The UK is their largest market and takes in excess of 12,000m3 PA
He voiced his concerns on the availability of good quality White Oak logs going forward and how the size and quality has reduced over the past 10-15 years.
Prime Grade White Oak for the UK market will remain in tight supply over the summer but demand has also dropped back (seasonal). Wide and long specifications will be harder to find, and log prices are increasing and supply of good logs decreasing. This follows many weeks of no logging in Eastern and South Eastern Europe. 
Export markets for the lower grades (Far East) are greatly reduced and with lower quality logs more lower grade is developing which is proving harder to sell. 
Alex forecast stable demand for upper grade White oak in all main continental European markets until a ‘new normal’ is found.
He went on to discuss their development of engineered White Oak products which is now close to 20% of their business and the use of engineered White Oak in construction to utilise the lower grade.
There was a Q&A session via the Chairman which touched on export markets for low grade white Oak such – Alex described China as slow and Vietnam as Very slow, he also commented on the fact that the UK might be overstocked for the short term and commented that prices might spike during the summer due to log shortages.

 

3rd Speaker – Guy Goodwin – NHG (UK) 
West African Tropical Hardwoods – Supply & Demand.
General numbers and statistics on cases and infection rates are unreliable in Africa. Some countries and regions within those areas affected in different ways. For example Ghana had a 3 week lock down where other areas continued with lower staff numbers.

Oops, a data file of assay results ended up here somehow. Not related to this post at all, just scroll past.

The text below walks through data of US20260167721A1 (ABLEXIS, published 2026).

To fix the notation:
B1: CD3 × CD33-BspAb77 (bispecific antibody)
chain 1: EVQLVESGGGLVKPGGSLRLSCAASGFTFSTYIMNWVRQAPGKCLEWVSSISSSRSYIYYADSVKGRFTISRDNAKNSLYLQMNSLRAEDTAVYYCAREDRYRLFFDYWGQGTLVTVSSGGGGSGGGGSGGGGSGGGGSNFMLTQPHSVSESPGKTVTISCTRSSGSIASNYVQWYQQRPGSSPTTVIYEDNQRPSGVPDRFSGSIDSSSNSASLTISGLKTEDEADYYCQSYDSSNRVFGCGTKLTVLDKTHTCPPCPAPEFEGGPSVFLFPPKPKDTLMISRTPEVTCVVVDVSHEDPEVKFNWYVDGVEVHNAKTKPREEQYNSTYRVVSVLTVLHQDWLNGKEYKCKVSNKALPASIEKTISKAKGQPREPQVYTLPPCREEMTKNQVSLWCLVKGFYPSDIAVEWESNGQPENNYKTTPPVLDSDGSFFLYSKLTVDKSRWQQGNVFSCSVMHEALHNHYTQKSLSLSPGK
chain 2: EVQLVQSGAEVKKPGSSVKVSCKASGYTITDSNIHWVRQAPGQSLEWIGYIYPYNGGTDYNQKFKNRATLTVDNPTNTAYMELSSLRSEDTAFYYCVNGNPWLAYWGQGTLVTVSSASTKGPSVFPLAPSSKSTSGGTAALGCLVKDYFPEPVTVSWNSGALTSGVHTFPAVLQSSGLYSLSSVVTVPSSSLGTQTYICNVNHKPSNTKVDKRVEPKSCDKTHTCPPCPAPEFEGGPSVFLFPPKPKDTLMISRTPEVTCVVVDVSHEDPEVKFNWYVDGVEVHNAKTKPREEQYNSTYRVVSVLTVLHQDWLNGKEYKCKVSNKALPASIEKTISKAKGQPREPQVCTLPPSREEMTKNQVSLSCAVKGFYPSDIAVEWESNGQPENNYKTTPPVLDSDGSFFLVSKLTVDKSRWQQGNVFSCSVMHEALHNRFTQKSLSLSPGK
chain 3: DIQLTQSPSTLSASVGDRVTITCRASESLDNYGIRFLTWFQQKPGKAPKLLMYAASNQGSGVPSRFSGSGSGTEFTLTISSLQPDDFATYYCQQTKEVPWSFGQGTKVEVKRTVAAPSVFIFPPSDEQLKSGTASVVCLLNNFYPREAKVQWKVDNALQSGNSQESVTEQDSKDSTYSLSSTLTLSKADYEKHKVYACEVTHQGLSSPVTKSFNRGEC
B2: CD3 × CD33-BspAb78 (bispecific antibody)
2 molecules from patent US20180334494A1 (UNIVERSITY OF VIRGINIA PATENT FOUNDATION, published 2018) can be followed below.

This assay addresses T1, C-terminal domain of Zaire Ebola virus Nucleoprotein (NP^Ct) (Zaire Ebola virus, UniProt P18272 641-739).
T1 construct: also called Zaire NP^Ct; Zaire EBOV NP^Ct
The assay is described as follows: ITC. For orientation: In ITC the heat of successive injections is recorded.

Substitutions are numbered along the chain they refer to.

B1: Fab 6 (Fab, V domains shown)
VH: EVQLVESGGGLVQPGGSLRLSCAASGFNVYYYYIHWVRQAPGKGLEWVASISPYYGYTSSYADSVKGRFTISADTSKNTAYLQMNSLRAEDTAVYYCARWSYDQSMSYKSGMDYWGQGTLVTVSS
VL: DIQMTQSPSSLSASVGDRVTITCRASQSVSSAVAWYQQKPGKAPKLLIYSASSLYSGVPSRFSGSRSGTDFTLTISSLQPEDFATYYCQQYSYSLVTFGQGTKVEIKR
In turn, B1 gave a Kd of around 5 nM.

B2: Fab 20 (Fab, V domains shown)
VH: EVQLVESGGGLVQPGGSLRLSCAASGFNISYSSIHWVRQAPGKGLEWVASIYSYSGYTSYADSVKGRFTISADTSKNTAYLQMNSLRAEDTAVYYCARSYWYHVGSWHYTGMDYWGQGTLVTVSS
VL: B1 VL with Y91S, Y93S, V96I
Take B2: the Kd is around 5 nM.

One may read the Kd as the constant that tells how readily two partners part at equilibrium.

West African sawmill production continues but has slowed down in line with market demands and shipments have reduced. Redwood prices are firm with exports to China still good. Sipo prices have softened a bit, good quality Kiln Dried Iroko is in tight supply and shipping dry Iroko is readily available which is reflected in the price. Ayous prices are firm and stable. EUTR certified material remains tight and round log prices in the same are firm.
There will be less volume available for forward shipments following reduced production but some deals to be had through exporter/traders looking to move cancelled orders/excess stock. 
Certified lumber (including FSC) is in tight supply and will remain so as the demand exceeds the supply.
There was a Q&A session through the chair and the discussion moved towards tropical timbers in general.
Brazil has been in the spotlight over recent past in terms of Tropical species, West Africa has been less of a focus with better forest management programs in place.
Ken Walsh from Danzer UK spoke about the availability of FSC Sapele, Iroko and Framire all of which are in tight supply.
FLEGT in Africa (Ghana) was discussed “Not at the moment or in the near future” was the reply.

 

4th Speaker – Hank Marcel – Robinson Lumber – Market Sector South American Tropical Hardwoods.
Covid 19 has had little impact on production in South America. It’s the rain season and production has slowed down. Brazil is still producing but there are bigger issues with the currency (drop in value of the Brazilian real v the US$) 
With the dry season approaching (July/August) production will increase and prices will fall, the market is slow.
The Chairman asked for additional contributions with regards to Tropical hardwoods;
GENEVIEVE STANDAERT – Vandecasteele - Balau prices are set to rise to rise in the short term due to reduced production in the far east as a result of firm rules on lock down.

Next meeting scheduled for 9th September

Dennis Mann -American Lumber
American-Overview-Dennis-Mann-London-Har[...]
Microsoft Power Point presentation [4.5 MB]